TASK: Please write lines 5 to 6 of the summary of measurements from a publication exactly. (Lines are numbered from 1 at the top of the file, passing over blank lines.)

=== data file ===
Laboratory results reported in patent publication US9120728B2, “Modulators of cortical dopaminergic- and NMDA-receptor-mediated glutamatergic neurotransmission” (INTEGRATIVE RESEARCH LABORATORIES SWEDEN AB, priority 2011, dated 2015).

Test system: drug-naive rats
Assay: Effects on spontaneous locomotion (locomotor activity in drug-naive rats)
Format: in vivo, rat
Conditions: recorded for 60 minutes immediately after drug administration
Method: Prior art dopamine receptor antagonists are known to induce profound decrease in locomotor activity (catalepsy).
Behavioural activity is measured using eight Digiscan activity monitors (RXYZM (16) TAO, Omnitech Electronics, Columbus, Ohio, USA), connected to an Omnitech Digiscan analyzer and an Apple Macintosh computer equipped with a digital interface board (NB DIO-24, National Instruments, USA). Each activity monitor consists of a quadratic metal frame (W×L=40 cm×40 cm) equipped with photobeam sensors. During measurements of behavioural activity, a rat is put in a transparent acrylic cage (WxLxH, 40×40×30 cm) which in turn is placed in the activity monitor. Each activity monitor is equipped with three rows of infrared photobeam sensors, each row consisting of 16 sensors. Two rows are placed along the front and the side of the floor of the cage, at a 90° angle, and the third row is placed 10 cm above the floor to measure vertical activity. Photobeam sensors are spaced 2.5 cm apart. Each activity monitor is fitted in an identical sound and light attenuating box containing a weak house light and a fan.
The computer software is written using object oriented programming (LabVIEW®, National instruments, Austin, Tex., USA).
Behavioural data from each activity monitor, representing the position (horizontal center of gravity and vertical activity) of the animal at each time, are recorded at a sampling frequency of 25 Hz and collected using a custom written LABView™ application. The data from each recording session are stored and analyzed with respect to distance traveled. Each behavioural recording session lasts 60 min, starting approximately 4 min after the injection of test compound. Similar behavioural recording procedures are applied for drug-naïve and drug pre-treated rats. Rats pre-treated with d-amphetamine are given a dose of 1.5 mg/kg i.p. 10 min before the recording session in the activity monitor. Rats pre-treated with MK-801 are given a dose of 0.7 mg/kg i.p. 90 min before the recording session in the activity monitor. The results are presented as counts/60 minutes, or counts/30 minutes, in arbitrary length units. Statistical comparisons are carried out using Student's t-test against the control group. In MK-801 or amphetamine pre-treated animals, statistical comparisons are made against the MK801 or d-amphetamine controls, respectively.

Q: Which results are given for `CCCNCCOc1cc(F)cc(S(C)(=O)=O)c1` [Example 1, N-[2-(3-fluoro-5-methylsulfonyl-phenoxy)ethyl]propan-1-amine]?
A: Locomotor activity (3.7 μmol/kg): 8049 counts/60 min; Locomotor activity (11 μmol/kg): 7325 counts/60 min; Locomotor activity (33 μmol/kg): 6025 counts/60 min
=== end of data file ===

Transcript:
Conditions: recorded for 60 minutes immediately after drug administration
Method: Prior art dopamine receptor antagonists are known to induce profound decrease in locomotor activity (catalepsy).